The most pressing question, however, is in many ways the most obvious: do climate forecasts improve yields? A rigorous study (read randomized control) of the real-world implications of climate yields is badly needed as a means of addressing whether climate forecasts are effective. Although I understand the desire to provide a high quality product (accurate forecast) in a reliable manner, it is past time that we begin discussing the hard evidence of cost effectiveness.

Much time has been dedicated to studying climate forecasts, but surprisingly little has been invested in understanding what role climate forecasts are likely to play in improving livelihoods. We can’t afford to silo these questions any longer.

Operational Drought Monitoring

To reduce the risk to food security posed by drought, it’s crucial that we develop systems able to disseminate accurate information in a timely manner. Although doing this may seem straightforward in an era of near-ubiquitous satellite measurements and increasingly high-powered computational models, there are challenges relating both to the analysis and dissemination of information in an operational context. I’ll explore the challenges to producing operational drought forecasts and monitors in this post and write about the challenges of disseminating those forecasts in my next post.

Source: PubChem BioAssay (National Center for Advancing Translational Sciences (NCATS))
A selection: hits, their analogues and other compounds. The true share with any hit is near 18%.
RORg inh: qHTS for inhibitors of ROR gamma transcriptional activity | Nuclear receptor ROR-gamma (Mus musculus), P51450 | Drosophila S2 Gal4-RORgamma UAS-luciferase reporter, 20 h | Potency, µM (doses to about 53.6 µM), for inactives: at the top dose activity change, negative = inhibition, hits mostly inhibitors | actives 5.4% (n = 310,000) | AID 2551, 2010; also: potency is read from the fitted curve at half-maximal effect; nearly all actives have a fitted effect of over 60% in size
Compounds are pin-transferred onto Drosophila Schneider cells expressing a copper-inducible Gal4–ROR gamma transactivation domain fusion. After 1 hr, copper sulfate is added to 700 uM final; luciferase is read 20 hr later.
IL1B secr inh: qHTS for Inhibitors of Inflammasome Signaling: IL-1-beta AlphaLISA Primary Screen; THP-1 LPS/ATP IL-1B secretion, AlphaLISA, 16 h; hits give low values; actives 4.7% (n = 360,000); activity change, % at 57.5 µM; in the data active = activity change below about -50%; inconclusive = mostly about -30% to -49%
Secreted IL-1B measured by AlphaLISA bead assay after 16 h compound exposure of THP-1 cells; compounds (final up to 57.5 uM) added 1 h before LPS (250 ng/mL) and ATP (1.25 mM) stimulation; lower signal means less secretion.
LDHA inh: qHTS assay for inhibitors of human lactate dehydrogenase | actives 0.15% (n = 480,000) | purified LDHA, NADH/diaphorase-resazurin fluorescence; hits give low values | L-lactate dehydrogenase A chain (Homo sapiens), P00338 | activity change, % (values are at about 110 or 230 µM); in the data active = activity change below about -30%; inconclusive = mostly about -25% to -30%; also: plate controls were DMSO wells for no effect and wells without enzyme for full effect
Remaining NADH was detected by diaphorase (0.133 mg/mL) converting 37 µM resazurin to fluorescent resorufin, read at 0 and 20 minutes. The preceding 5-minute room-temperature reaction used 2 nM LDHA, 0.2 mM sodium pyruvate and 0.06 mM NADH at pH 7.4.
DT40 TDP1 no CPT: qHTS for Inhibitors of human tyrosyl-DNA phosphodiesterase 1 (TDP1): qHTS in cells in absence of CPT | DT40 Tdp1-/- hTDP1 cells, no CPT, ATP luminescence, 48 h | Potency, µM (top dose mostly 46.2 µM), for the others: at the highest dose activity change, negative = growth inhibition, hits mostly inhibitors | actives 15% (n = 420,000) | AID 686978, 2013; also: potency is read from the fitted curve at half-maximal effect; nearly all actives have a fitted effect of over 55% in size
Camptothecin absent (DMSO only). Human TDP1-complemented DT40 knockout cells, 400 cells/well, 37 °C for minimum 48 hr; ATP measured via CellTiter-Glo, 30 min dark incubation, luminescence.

Broadly, most operational drought systems may be subdivided into those that monitor current conditions (and perhaps make historical readings available) and those that provide projections for future conditions. Coincidentally, while doing some research for this post I started to compile a list of available hydrological monitors and data portals, which you can find here. I focused on drought, but included a few others as well.